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Courts may dodge binding enforcement decisions

March 29, 2017, Global Competition Review

Elaine Whiteford was a panelist at GCR Live Cartels and is quoted by Global Competition Review in an article regarding ways in which EU member state judges could avoid provisions in the EU’s Damages Directive. Whiteford said European Commission and EU member state enforcers’ decisions being binding on courts is a phrase that “trips very easily off the tongue – but what does it actually mean?” Exactly what parts of decisions are binding is unclear, she said, as statements from courts suggest they will consider the operative parts of infringement decisions to be binding, along with any parts of the decision’s reasoning that are necessary underpinnings to those operative parts.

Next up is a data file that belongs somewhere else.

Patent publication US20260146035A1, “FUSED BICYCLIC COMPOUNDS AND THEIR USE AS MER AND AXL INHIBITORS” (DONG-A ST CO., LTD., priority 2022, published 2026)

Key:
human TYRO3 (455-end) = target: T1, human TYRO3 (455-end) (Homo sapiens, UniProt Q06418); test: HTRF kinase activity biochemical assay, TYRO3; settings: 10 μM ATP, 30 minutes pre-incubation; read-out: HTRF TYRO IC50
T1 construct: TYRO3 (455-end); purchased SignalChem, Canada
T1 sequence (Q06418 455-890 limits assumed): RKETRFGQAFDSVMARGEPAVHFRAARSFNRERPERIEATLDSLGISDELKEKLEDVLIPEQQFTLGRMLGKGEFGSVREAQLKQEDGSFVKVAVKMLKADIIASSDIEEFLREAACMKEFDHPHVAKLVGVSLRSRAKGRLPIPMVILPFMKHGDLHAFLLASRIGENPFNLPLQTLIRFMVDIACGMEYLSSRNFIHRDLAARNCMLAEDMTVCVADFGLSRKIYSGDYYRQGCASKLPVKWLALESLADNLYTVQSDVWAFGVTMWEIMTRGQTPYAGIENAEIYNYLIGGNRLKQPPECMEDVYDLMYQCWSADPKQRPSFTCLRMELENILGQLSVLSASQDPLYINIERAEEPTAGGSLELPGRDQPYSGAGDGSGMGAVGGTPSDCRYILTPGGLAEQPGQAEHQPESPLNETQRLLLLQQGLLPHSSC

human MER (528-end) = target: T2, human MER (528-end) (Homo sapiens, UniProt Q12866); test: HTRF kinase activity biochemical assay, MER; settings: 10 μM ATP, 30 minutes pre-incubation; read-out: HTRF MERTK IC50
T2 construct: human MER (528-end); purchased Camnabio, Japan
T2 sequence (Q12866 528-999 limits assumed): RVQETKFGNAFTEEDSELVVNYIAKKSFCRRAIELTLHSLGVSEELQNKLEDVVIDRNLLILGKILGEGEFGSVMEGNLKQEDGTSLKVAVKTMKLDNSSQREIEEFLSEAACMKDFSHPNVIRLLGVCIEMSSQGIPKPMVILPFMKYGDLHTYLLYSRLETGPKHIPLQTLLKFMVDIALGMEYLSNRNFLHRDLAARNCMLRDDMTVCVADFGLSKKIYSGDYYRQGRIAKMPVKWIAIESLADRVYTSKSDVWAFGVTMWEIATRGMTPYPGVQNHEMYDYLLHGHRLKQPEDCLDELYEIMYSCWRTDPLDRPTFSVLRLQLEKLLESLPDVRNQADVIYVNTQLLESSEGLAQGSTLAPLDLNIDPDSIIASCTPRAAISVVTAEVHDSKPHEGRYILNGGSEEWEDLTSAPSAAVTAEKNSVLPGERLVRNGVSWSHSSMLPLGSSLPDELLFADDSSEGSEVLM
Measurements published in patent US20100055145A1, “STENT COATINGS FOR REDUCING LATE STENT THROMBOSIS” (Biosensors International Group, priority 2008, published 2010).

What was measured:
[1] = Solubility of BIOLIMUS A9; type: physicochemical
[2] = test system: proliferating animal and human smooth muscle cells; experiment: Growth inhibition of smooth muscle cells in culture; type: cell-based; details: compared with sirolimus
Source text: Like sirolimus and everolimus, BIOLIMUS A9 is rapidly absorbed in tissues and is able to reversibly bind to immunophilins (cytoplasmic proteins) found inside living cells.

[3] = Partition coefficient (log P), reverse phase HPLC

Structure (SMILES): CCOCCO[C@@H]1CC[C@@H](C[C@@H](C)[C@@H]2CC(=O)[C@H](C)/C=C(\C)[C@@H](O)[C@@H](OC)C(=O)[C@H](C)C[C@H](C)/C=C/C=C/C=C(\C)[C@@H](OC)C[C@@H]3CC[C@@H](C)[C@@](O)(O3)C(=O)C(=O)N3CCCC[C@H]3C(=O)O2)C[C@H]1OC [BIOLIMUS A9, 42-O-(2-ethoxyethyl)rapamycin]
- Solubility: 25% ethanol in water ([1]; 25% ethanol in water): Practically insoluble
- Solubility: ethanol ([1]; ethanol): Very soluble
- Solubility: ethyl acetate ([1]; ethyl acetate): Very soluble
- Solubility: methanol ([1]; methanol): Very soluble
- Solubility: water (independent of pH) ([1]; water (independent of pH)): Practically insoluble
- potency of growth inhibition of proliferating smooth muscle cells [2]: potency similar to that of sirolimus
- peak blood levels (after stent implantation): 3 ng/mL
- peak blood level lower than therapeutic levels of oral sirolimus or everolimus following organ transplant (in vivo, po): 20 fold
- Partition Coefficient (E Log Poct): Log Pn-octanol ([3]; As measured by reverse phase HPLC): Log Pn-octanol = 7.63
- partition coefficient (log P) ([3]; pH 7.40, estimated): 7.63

“So what does that mean? Nobody has any real kind of idea,” Whiteford said. “There are a whole number of ways that national courts are going to be able to…use these sorts of principles to evade decisions of regulators that they simply don’t like.”

Whiteford added that it is “all very well” when courts deal with decisions issued by well-respected enforcers such as Germany’s Federal Cartel Office – but that it would be “unrealistic” to expect the same amount of respect would be granted to less established competition authorities.

 

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